With the Arizona Legislature poised to put the Valley's $17.1 billion 20-year transportation plan on the May ballot, the public needs and deserves guarantees that the money will be well spent.
One way is to make sure that if one transportation mode is performing poorly, tax dollars are shifted to more cost-effective modes.
Another is to make sure the every single land-purchase deal is one the up-and-up. This is especially important due to the huge sums that will be spent to purchase land for freeways and light-rail lines. The public has every right to expect that parcels are purchased because they are on the best transportation route — not because the owners have political connections — and that purchase prices are fair — not inflated.
But in Arizona, all the tax-paying public can get are assurances, not guarantees. As Maricopa County Assessor Kevin Ross points out elsewhere on these pages, government agencies are exempt from an important disclosure requirement that private land purchasers must fulfill.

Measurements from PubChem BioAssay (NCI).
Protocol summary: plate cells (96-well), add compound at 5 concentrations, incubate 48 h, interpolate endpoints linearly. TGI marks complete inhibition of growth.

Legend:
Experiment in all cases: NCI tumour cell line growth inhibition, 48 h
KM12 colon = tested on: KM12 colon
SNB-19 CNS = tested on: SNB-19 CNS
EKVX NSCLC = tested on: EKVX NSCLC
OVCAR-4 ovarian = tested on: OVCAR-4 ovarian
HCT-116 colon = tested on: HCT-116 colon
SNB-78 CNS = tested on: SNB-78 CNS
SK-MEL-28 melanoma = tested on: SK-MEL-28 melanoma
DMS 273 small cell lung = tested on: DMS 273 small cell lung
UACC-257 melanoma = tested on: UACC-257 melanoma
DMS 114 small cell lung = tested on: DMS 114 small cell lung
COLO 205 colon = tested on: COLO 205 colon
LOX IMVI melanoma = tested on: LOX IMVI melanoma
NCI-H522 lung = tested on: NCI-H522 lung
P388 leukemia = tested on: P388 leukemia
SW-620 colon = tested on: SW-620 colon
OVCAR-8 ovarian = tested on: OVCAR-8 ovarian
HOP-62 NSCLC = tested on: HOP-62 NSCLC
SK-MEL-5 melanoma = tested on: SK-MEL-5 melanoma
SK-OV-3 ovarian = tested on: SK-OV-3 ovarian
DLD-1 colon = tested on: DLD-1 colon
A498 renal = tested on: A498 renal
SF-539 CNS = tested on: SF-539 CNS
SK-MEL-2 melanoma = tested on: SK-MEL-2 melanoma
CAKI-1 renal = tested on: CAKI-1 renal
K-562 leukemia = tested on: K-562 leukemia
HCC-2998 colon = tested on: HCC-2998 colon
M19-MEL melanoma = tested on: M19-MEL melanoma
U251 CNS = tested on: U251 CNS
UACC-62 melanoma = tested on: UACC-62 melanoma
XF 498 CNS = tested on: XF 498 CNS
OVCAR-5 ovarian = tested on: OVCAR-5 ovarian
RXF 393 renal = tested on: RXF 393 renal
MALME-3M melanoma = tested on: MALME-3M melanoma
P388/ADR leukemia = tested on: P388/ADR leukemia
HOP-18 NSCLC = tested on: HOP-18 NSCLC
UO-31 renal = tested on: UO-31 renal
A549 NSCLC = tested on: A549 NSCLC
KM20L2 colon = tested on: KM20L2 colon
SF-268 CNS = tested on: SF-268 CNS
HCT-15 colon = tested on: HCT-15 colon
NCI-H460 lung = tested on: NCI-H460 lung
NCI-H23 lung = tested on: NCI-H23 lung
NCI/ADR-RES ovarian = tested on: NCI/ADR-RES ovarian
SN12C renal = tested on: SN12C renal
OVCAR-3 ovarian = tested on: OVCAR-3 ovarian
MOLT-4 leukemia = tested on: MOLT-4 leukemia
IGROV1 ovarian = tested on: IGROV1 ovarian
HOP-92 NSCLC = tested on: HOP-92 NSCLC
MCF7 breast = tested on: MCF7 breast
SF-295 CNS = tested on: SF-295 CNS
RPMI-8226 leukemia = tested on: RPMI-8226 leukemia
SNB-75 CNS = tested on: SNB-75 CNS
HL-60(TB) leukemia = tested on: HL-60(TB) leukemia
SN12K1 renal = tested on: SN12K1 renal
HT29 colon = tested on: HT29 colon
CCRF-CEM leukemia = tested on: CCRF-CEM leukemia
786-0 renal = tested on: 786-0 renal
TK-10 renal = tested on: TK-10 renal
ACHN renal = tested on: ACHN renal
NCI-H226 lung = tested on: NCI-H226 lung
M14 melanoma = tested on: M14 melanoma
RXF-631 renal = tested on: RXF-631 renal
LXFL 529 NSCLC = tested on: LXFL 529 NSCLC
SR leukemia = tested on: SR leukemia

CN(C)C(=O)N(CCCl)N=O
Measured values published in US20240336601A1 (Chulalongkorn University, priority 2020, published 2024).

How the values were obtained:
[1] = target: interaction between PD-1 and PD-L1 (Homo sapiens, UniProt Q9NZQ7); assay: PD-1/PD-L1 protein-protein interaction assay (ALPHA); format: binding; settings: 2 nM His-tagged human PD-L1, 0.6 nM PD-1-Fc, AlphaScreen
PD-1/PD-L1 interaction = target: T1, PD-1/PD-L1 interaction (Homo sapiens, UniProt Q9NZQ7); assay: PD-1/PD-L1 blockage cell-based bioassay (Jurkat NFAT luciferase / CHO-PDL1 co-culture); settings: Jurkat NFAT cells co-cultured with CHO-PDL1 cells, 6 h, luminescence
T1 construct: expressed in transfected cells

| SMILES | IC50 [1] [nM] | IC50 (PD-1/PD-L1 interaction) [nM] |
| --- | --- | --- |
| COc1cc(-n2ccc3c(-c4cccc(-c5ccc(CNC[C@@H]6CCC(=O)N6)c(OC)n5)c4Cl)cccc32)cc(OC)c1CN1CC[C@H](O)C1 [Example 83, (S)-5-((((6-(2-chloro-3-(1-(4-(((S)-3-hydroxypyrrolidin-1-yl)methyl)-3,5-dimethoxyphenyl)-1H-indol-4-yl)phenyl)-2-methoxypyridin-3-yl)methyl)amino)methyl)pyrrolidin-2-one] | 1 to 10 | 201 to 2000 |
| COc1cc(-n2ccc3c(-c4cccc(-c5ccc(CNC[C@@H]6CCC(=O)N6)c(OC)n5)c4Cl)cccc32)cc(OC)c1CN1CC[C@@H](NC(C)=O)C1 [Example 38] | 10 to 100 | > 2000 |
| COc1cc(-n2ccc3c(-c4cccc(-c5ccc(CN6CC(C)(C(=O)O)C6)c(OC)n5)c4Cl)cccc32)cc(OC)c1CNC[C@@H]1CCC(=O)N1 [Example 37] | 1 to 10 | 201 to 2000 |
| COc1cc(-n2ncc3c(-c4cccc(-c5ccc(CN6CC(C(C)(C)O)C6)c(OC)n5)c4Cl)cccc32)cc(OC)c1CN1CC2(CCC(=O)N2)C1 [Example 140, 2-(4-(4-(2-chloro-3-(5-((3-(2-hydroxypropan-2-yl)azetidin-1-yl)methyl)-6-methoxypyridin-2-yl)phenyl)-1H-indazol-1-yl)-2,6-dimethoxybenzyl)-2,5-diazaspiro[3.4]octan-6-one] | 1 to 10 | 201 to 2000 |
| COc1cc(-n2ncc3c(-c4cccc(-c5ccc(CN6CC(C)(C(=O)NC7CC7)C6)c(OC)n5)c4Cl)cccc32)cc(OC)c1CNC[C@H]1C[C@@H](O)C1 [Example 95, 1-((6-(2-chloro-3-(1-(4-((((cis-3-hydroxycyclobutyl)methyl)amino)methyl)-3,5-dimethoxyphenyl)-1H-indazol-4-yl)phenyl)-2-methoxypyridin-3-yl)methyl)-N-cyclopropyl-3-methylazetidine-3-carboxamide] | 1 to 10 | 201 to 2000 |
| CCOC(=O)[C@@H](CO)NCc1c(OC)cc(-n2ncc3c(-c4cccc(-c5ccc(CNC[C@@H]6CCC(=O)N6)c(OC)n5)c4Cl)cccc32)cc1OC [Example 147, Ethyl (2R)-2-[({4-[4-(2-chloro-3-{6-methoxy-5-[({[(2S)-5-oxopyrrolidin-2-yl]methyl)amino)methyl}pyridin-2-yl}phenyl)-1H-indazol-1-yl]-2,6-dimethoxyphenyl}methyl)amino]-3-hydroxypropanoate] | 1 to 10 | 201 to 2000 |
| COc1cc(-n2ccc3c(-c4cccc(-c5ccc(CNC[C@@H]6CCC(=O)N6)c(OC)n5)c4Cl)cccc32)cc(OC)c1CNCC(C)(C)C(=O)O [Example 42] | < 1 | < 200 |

While parties in a private land transaction must file an affidavit of sale with the state disclosing details of the transaction, the state itself can keep sale details under wraps. Given the vast amounts of money that will be spent on land purchases for the transportation system over the next 20 years, that's an invitation for mischief. At the very least it fosters suspicions of funny business.
Before the public is asked to vote on the transportation plan, the Legislature needs to change the law to ensure full disclosure of all land transactions.